If Navigation Apps Don’t Alleviate Congestion—Could City-Wide Traffic Software Help?

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Image of a dog sticking his head out of the car window while stuck in a traffic jam. Photo: iStock Gridlock congestion is aggravating to everyone, even canines.

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Aside from being a major nuisance to commuters, traffic congestion costs the average American driver $1,348 annually in lost time. According to INRIX, an analytics company based in Washington state, Americans lost 97 hours each to congestion in 2018 alone. 

We are in a congestion crisis and the problem is not exclusive to America—Londoners lost 227 hours apiece due to congestion, according to the same study. 

With the rise of technological advances including IoT and AI, multiple companies are now working on ways to reduce congestion for residents and cities alike. Mobi, a traffic management company based in Israel, sells technology that aggregates data from a wide variety of sources to predict traffic patterns and optimize mobility. 

VP of Marketing Ron Srebro says the company uses public data, cellular data, and its own IoT-based data to “paint an accurate picture” of a city’s real-time traffic patterns. Once installed along a roadway, Mobi’s custom wireless sensors detect signals emitted by vehicles and their passengers on the road, including those from Bluetooth and Wi-Fi-enabled devices. After analyzing data from all these sources, Mobi’s software creates traffic simulations which help the team figure out what tools the city might employ to combat congestion.

Image of the Mobi sensor on a white background Photo: Mobi Mobi’s wireless smart sensor

Mobi has worked with the city of Atlanta for years to control traffic during large events, including for the 2019 Superbowl. According to Mobi CEO Dov Ganor, Atlanta’s traffic management center makes special changes to city-wide traffic routes for those events, based on guidance provided by Mobi’s system, causing traffic to operate differently than it does on the average day.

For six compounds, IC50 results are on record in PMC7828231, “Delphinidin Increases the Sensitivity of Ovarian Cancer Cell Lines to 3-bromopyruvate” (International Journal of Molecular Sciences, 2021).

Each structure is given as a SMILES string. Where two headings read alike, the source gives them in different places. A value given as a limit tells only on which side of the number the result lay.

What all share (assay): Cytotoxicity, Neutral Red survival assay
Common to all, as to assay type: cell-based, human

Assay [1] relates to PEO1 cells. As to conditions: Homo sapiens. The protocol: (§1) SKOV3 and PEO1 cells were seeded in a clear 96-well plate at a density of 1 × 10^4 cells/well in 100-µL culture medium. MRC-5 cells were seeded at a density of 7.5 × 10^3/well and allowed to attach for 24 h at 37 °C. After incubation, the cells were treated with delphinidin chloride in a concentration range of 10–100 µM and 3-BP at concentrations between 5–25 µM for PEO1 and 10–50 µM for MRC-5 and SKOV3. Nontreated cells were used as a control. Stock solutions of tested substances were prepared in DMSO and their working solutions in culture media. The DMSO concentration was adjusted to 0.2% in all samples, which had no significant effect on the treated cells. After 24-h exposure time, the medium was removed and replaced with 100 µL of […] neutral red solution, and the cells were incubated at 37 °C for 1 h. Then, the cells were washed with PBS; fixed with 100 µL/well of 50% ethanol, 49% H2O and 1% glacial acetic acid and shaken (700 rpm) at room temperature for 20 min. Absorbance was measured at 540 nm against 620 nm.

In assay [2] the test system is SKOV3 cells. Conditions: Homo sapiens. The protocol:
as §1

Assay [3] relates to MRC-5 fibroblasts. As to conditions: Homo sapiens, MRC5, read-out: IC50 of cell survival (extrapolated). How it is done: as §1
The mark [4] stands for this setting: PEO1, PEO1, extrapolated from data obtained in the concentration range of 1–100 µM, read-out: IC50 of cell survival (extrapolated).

In this scenario, Mobi’s data-driven system is meant to give officials the tools to shift from management to control. “They can now be active,” says Ganor, and prevent traffic jams before they form.  

Mobi also gives cities the power to make their roadways dynamic, Ganor adds. As traffic changes, operators can manage roadways to reflect those changes. For example, the lights in New York City’s Battery Park tunnel change depending on whether it’s rush hour or a weekend. Using data, Mobi can predict how these changes will affect traffic before the city actually implements changes, essentially giving cities the ability to test in a controlled manner. 

A screenshot of Mobi's system and example data it collected. Illustration: Mobi Mobi’s system shows the median net speed with flow indication along selected routes, helping cities predict patterns in traffic.

Mobi is now working with Atlanta as the city builds its new Department of Transportation facility, which will house all aspects of transportation management under one roof. 

Another Israel-based company, Axilion, approaches traffic management slightly differently and is also rolling its software out in U.S. cities. Although Axilion still uses data to predict traffic, its system can automatically prioritize vehicles based on weight. If a bus approaches an intersection, this technology can prolong the green light, allowing the bus to pass and reducing commute times for public transit riders. 

“Our solution is applied through a hardware agnostic abstraction layer that can create weighted priority,” Axilion CEO Oran Dror says. For example, the software pushes the Jerusalem Light Rail through 100 percent of lights along its route; the lights change in its favor, creating a “greenwave.” 

Screenshot of the greenwave Photo: Axilion A graphical representation of Axilion’s “greenwave” along New York City bus routes. Graphical representation of the greenwave emulator is available as part of Axilion’s Trans-Em Director tool.

“This is known as adaptive traffic signal response. It offers greenwaves, allowing the train to stop only at stations, not lights, all the while taking pedestrian safety into consideration,” Dror says. 

In April, New York City started piloting the Axilion software under Mayor Bill de Blasio’s Better Buses Plan. When the Jerusalem Light Rail system started using Axilion’s product, average commute time dropped from 80 to 42 minutes, and ridership increased 387.4 percent.

Dror couldn’t disclose which cities are using Axilion’s software at this point, but did confirm it’s used in “major urban areas across the east and west coasts,” as well as in France and Switzerland. 

“If we do not fix the current congestion issues, urban streets will become more congested and polluted with overcrowding of sidewalks,” says Dror. “But, I’m optimistic. Solutions are available to help overcome the growing traffic problem cities around the world are facing.”